Spring wheat prices surge higher, with winter wheat contracts in the red today
Grain prices were mixed once again on Tuesday. Corn and soybean futures tilted lower on the heels of relatively mild summer weather across much of the Midwest and Plains to start the week. Traders largely shrugged off deteriorating crop conditions, with one big exception – spring wheat contracts moved more than 2% higher today after quality ratings took a ten-point drop this past week.
Plenty of wet weather is on the way for parts of the Midwest between Wednesday and Saturday. Portions of northern Missouri, Iowa, Illinois and Wisconsin could gather another 2” or more during this time, per the latest 72-hour cumulative precipitation map from NOAA. The agency’s 8-to-14-day outlook, which covers June 29 through July 5, calls for seasonally hot, dry weather across the upper Midwest and Northern Plains.
On Wall St., the Dow moved another 70 points higher in afternoon trading to 33,947, with stocks tied to economic recovery continuing to turn in strong performances. Energy futures were mixed, with crude oil spilling 0.75% lower to land just above $73 per barrel. Gasoline and diesel each rose more than 1%, in contrast. The U.S. Dollar softened slightly.
On Monday, commodity funds were net buyers of soybeans (+6,500), soyoil (+9,000) and CBOT wheat (+500) contracts but were net sellers of corn (-4,000) and soymeal (-1,000).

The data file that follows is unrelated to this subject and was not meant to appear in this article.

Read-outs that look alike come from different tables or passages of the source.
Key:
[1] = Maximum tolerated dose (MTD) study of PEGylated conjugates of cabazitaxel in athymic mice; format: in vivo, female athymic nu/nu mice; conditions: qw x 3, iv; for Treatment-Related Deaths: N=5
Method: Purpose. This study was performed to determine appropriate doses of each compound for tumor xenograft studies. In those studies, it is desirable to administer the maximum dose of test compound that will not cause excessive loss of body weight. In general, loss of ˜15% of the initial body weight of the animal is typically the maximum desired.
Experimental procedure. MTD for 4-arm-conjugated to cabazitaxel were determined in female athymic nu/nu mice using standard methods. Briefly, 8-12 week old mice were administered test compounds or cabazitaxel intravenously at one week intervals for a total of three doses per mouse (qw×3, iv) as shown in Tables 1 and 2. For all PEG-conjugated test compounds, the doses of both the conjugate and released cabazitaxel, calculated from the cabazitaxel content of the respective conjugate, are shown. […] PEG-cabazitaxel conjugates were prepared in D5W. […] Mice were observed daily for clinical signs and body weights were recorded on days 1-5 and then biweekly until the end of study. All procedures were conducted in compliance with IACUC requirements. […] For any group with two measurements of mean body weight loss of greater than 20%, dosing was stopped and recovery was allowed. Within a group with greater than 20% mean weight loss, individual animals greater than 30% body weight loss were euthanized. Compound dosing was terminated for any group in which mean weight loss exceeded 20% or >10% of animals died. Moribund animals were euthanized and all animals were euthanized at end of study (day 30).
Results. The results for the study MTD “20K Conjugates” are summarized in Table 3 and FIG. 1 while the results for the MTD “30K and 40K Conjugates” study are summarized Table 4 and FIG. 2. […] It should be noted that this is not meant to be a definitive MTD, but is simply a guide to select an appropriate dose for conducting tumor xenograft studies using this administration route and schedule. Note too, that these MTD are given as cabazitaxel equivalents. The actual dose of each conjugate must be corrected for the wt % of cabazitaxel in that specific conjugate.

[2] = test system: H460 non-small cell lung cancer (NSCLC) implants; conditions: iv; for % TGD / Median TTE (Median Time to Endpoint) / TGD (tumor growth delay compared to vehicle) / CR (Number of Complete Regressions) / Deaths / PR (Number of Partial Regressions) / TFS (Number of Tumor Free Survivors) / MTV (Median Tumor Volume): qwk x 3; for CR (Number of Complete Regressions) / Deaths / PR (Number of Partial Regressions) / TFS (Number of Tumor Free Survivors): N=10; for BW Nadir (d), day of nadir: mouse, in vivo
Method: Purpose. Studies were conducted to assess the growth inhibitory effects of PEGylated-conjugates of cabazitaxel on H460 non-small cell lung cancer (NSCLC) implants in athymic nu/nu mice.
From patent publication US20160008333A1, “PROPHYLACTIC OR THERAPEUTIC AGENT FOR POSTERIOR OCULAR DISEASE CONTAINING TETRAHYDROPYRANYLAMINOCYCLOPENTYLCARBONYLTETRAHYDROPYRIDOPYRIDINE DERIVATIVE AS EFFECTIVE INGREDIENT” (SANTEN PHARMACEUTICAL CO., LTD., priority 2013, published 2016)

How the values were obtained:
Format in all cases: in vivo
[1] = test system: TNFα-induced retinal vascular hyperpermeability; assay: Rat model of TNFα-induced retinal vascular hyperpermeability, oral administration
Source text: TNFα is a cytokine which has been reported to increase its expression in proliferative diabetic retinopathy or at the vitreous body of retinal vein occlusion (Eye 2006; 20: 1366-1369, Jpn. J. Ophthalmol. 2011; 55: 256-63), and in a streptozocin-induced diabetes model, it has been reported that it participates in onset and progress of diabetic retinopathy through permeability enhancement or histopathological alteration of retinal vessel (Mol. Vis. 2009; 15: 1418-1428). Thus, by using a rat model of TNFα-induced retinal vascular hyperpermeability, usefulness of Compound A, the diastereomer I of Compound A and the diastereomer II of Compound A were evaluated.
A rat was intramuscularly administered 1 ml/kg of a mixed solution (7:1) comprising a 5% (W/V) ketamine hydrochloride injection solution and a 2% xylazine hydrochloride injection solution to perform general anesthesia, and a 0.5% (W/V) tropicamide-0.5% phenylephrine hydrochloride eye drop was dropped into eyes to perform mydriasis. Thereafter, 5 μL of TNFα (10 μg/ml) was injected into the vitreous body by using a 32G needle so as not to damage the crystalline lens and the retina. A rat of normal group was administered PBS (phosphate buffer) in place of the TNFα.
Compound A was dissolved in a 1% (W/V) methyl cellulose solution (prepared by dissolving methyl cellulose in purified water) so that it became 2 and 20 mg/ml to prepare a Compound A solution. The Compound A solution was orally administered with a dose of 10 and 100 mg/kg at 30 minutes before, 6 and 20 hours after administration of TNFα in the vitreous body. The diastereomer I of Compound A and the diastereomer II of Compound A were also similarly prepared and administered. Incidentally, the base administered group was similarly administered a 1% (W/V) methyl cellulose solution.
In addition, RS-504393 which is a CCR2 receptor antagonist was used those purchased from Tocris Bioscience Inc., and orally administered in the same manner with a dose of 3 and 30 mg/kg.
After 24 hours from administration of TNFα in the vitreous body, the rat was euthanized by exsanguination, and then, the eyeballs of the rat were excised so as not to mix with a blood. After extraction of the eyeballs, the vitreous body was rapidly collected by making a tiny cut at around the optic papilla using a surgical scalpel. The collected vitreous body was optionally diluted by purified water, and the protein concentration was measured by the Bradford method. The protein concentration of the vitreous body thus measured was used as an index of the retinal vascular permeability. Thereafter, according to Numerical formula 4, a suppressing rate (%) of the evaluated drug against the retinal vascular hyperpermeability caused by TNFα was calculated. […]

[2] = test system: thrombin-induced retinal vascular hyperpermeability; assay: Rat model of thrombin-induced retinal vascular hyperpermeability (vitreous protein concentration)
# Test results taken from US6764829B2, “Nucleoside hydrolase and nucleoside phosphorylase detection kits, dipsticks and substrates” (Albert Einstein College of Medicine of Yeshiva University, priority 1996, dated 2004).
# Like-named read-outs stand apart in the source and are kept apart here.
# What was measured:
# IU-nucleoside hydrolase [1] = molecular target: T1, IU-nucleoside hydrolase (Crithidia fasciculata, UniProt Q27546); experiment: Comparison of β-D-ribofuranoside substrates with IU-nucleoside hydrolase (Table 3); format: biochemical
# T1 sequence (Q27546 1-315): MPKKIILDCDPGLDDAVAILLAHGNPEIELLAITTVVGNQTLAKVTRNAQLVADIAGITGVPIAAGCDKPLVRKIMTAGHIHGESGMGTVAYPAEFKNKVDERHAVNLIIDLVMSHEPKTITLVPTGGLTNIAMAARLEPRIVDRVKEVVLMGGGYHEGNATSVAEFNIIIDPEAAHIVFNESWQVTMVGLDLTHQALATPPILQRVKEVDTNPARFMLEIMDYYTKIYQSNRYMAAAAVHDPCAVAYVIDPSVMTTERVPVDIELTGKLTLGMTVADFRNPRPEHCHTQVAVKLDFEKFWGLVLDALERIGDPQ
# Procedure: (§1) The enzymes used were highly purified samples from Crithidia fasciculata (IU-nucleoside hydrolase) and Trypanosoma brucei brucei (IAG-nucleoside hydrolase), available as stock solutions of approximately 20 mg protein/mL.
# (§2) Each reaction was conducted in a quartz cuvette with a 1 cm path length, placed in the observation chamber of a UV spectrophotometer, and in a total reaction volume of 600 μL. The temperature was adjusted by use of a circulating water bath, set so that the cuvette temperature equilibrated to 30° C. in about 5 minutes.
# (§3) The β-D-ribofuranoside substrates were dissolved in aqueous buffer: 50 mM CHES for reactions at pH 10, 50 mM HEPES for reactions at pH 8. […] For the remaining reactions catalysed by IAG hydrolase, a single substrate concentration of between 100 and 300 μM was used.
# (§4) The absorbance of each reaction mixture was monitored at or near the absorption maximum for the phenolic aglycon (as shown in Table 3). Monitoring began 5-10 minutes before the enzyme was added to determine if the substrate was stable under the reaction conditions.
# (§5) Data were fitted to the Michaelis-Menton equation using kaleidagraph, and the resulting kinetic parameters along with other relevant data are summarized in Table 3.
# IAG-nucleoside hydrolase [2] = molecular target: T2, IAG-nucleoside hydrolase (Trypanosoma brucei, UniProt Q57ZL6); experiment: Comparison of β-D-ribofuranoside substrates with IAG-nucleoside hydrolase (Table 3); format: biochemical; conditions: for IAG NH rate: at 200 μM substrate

Corn prices were mixed amid some uneven technical maneuvering today. Nearby contracts saw a small boost after USDA showed declining crop conditions, but better forecasts ahead pushed September contracts lower. July futures picked up 1.25 cents to $6.6050, while September futures slumped 18 cents lower to $5.5325.
Corn basis bids were mostly steady but did show some variability Tuesday after falling 5 to 10 cents lower at two Midwestern elevators while tilting 2 cents higher at an Illinois river terminal today.
Through June 20, USDA rated 65% of this year’s corn crop in good-to-excellent condition, down from 68% a week ago. Analysts were expecting to see a two-point drop this past week. Another 29% of the crop is rated fair (up two points from last week), with the remaining 6% rated poor or very poor (up a point from a week ago).
A recent Reuters poll of ten analysts suggest Brazil’s total corn harvest for the 2020/21 season could trend 8.5% below prior forecasts to around 3.7 billion bushels, due to ongoing drought concerns.
China’s Sinograin is planning another auction on June 25 to sell nearly 717,000 bushels of corn that was initially imported from Ukraine. This is the latest in a series of moves by China to curb rising domestic grain prices.
Fertilizer prices are on the rise, without a doubt. Grain market analyst Bryce Knorr notes that corn’s cost for NPK has risen about $50 per acre since last fall. “And there’s no indication anything will get any cheaper this summer when suppliers post offer sheets for summer and fall deliveries,” he adds. Catch more of Knorr’s analysis in the latest Ag Marketing IQ blog – click here to read.
Keep an eye on emerging ethanol production trends. For the past five weeks, production has averaged more than 1 million barrels per day, a pace not seen since before the pandemic. Production did see a moderate decline for the week ending June 11, dropping to a daily average of 1.025 million barrels. The next round of data from the U.S. Energy Information Administration comes out Wednesday morning.